• A final example is whether the manipulation was succesful. Here there should be presented the reports ao any manipulation checks.

Then the Results section should tackle the main research questions, one at a time. Bem (2003) suggests the following structure for discussing each new result:

  • Remind the research question

  • Give the answer to the research question in words

  • Present the relevant statistics

  • Qualify the answer, if necessary

  • Summarize the result


It should be noted that the Results should be given in words; the only step involving numbers is when presenting relevant statistics, as support for the text. Do not present a multitude of graphs and numbers, only a few that enforce your statements.


6. Discussion

The Discussion section is the final major part of the research paper. It should provide a clear answer to the research question. Sometimes it is called “Conclusions”.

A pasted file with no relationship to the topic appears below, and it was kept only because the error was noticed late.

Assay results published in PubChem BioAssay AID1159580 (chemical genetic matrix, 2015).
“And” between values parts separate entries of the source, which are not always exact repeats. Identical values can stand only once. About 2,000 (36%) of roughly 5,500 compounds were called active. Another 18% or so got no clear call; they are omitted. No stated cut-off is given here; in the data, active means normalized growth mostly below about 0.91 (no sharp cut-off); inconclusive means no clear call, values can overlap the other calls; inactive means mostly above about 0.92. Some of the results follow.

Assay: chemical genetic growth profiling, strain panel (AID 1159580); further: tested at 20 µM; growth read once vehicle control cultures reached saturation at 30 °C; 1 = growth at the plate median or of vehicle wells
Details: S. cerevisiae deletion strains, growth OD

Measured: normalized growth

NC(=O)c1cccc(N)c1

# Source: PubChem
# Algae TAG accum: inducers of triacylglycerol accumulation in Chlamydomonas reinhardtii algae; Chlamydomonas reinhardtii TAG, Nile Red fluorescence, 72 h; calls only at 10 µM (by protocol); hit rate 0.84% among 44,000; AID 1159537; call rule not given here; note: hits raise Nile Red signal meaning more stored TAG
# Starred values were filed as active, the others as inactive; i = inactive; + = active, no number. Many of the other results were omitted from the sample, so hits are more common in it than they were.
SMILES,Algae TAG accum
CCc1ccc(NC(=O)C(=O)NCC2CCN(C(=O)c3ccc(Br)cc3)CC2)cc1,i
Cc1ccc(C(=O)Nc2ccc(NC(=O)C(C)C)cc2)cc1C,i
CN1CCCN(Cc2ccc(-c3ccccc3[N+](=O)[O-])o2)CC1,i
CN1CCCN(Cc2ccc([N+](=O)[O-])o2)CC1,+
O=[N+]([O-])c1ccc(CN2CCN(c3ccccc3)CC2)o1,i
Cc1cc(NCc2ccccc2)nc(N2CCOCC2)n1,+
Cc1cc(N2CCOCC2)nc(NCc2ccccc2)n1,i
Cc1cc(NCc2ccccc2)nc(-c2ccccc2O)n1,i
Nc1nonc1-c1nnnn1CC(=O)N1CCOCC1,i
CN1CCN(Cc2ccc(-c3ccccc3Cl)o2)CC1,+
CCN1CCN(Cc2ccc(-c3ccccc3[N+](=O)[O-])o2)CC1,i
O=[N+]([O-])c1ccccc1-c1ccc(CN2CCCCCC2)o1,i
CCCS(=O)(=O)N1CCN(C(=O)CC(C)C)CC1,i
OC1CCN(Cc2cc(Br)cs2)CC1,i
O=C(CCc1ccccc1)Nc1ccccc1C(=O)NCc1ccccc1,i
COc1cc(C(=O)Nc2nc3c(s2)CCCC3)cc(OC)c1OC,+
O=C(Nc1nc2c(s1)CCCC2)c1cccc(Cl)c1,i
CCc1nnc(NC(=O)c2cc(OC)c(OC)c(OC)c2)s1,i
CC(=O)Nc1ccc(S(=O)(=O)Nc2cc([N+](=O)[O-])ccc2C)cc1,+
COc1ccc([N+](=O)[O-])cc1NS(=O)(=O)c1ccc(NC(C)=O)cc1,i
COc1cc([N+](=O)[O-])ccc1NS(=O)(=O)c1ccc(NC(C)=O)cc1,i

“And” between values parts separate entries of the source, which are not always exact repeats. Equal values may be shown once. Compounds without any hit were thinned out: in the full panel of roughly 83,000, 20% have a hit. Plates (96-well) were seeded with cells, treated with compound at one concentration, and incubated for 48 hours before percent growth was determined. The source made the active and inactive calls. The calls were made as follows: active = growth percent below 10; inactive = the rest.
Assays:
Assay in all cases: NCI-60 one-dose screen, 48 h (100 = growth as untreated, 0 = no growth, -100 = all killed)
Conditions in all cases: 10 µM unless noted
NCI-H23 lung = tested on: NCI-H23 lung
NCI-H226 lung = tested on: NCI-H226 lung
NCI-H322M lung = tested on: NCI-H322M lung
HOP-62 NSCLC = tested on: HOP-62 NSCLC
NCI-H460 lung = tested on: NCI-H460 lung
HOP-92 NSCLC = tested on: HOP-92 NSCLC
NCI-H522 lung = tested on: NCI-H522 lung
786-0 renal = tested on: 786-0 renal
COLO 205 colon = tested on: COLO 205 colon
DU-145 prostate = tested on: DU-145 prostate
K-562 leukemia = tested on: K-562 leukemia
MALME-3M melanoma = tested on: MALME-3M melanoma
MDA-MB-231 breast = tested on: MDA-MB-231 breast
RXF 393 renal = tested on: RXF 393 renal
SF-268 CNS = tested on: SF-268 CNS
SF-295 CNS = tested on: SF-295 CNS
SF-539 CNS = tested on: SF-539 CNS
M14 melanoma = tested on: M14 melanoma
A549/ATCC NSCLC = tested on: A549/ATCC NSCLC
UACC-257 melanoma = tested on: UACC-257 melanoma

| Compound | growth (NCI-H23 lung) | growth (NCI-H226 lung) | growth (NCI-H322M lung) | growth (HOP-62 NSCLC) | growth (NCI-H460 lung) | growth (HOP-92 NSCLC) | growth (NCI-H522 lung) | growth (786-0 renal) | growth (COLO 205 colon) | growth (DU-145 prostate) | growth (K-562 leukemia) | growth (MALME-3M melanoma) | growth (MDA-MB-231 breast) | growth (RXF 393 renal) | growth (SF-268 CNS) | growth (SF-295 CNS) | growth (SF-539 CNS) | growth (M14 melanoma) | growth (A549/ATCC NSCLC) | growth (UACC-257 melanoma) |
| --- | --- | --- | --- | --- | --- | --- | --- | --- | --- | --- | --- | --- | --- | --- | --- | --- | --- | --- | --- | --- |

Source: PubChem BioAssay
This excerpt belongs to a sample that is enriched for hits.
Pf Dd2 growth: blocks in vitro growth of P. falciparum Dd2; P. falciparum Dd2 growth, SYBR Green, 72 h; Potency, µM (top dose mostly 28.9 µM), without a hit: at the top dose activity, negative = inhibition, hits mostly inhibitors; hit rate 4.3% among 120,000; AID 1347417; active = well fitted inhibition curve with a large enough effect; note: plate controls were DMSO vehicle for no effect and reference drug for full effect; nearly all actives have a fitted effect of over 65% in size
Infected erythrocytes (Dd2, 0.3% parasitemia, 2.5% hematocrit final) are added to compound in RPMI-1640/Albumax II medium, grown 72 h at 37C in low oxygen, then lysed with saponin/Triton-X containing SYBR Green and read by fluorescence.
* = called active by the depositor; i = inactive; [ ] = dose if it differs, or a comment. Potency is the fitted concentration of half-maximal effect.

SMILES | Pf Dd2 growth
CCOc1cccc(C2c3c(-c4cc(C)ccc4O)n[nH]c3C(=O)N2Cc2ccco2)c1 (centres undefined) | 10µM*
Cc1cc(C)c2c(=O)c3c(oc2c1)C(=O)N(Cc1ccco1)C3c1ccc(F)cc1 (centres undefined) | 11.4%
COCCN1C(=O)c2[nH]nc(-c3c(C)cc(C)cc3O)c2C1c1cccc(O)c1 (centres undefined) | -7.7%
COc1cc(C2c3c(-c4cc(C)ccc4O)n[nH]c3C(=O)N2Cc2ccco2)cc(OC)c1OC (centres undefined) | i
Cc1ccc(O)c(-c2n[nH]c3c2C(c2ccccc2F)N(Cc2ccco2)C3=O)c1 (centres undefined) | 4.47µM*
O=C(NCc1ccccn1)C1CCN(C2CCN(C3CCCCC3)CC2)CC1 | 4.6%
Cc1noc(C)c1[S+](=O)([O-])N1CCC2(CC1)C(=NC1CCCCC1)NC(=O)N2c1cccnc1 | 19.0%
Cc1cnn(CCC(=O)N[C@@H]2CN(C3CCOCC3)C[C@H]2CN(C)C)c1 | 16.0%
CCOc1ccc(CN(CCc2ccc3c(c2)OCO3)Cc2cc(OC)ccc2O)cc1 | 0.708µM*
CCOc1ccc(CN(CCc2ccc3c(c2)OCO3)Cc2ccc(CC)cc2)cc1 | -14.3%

The Discussion section should cover the following sub-sections, however they are not identified by separate headings:

  • Summary of research

    • One sentence or one short paragraph.

    • A summary of the study caaried out

  • Theoretical implications of the research

    • Do the results provide support for any existing theories? If not, how can they be explained?

    • You do not have to provide a definitive explanation or detailed theory for your results, however you need to outline one or more possible explanations

  • Practical implications of the research

    • Typically in applied research, but it can happen in basic research as well

    • How can the results be used, and by whom, to accomplish some real-life objective?

  • Limitations of the study

    • The Discussion section should follow by addressing some limitations of the study, for example: